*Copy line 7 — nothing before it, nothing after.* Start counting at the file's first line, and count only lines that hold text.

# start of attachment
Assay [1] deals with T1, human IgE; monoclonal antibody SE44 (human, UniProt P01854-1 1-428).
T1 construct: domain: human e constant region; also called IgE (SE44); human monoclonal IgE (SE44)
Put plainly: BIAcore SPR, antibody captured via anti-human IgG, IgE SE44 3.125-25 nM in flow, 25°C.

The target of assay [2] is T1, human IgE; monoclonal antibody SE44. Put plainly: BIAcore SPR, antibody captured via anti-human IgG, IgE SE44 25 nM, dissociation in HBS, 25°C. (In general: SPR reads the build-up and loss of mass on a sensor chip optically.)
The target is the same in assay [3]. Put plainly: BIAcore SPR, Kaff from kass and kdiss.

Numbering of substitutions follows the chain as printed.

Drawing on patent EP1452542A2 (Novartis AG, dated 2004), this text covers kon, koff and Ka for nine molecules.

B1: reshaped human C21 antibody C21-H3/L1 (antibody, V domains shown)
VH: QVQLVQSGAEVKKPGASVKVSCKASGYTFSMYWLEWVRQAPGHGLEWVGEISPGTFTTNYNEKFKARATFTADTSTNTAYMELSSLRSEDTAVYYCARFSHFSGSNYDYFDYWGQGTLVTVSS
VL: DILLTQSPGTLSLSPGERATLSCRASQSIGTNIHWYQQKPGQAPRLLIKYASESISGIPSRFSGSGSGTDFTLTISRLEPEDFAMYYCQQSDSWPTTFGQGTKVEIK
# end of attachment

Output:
Drawing on patent EP1452542A2 (Novartis AG, dated 2004), this text covers kon, koff and Ka for nine molecules.